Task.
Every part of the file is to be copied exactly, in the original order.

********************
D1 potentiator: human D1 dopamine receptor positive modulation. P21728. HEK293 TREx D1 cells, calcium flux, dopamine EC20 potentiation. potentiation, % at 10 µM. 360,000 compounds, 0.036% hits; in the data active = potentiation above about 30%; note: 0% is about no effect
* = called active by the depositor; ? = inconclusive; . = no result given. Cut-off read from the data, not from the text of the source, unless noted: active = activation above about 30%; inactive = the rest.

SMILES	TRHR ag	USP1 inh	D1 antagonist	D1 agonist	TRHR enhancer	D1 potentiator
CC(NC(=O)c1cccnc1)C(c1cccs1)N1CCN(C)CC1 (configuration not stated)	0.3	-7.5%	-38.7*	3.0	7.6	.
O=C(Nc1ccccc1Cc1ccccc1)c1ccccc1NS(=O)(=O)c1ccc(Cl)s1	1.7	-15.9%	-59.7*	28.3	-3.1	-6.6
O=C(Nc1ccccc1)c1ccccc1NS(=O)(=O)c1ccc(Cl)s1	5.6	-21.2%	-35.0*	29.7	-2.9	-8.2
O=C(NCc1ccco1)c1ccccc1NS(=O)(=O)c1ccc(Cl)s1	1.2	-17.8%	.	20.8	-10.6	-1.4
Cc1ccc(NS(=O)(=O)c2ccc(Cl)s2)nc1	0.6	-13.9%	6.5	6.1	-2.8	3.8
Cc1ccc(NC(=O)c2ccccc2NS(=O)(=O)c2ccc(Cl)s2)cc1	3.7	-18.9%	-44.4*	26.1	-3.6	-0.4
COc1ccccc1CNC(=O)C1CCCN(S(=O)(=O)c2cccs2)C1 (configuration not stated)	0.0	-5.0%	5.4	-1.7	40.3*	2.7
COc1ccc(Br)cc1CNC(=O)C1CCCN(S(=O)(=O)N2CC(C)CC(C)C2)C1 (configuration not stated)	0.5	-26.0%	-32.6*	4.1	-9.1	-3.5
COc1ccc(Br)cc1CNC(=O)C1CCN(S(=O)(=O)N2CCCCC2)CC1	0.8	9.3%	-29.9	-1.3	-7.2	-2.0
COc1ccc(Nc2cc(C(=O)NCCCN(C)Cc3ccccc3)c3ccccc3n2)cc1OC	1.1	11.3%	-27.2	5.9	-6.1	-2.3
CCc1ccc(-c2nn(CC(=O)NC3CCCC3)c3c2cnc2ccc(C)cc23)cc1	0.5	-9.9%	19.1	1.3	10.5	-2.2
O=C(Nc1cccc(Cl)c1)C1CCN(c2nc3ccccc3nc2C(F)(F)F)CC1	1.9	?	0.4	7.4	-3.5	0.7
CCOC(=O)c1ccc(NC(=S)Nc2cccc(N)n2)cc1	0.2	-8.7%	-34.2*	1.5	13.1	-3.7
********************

D1 potentiator: human D1 dopamine receptor positive modulation. P21728. HEK293 TREx D1 cells, calcium flux, dopamine EC20 potentiation. potentiation, % at 10 µM. 360,000 compounds, 0.036% hits; in the data active = potentiation above about 30%; note: 0% is about no effect
* = called active by the depositor; ? = inconclusive; . = no result given. Cut-off read from the data, not from the text of the source, unless noted: active = activation above about 30%; inactive = the rest.

SMILES	TRHR ag	USP1 inh	D1 antagonist	D1 agonist	TRHR enhancer	D1 potentiator
CC(NC(=O)c1cccnc1)C(c1cccs1)N1CCN(C)CC1 (configuration not stated)	0.3	-7.5%	-38.7*	3.0	7.6	.
O=C(Nc1ccccc1Cc1ccccc1)c1ccccc1NS(=O)(=O)c1ccc(Cl)s1	1.7	-15.9%	-59.7*	28.3	-3.1	-6.6
O=C(Nc1ccccc1)c1ccccc1NS(=O)(=O)c1ccc(Cl)s1	5.6	-21.2%	-35.0*	29.7	-2.9	-8.2
O=C(NCc1ccco1)c1ccccc1NS(=O)(=O)c1ccc(Cl)s1	1.2	-17.8%	.	20.8	-10.6	-1.4
Cc1ccc(NS(=O)(=O)c2ccc(Cl)s2)nc1	0.6	-13.9%	6.5	6.1	-2.8	3.8
Cc1ccc(NC(=O)c2ccccc2NS(=O)(=O)c2ccc(Cl)s2)cc1	3.7	-18.9%	-44.4*	26.1	-3.6	-0.4
COc1ccccc1CNC(=O)C1CCCN(S(=O)(=O)c2cccs2)C1 (configuration not stated)	0.0	-5.0%	5.4	-1.7	40.3*	2.7
COc1ccc(Br)cc1CNC(=O)C1CCCN(S(=O)(=O)N2CC(C)CC(C)C2)C1 (configuration not stated)	0.5	-26.0%	-32.6*	4.1	-9.1	-3.5
COc1ccc(Br)cc1CNC(=O)C1CCN(S(=O)(=O)N2CCCCC2)CC1	0.8	9.3%	-29.9	-1.3	-7.2	-2.0
COc1ccc(Nc2cc(C(=O)NCCCN(C)Cc3ccccc3)c3ccccc3n2)cc1OC	1.1	11.3%	-27.2	5.9	-6.1	-2.3
CCc1ccc(-c2nn(CC(=O)NC3CCCC3)c3c2cnc2ccc(C)cc23)cc1	0.5	-9.9%	19.1	1.3	10.5	-2.2
O=C(Nc1cccc(Cl)c1)C1CCN(c2nc3ccccc3nc2C(F)(F)F)CC1	1.9	?	0.4	7.4	-3.5	0.7
CCOC(=O)c1ccc(NC(=S)Nc2cccc(N)n2)cc1	0.2	-8.7%	-34.2*	1.5	13.1	-3.7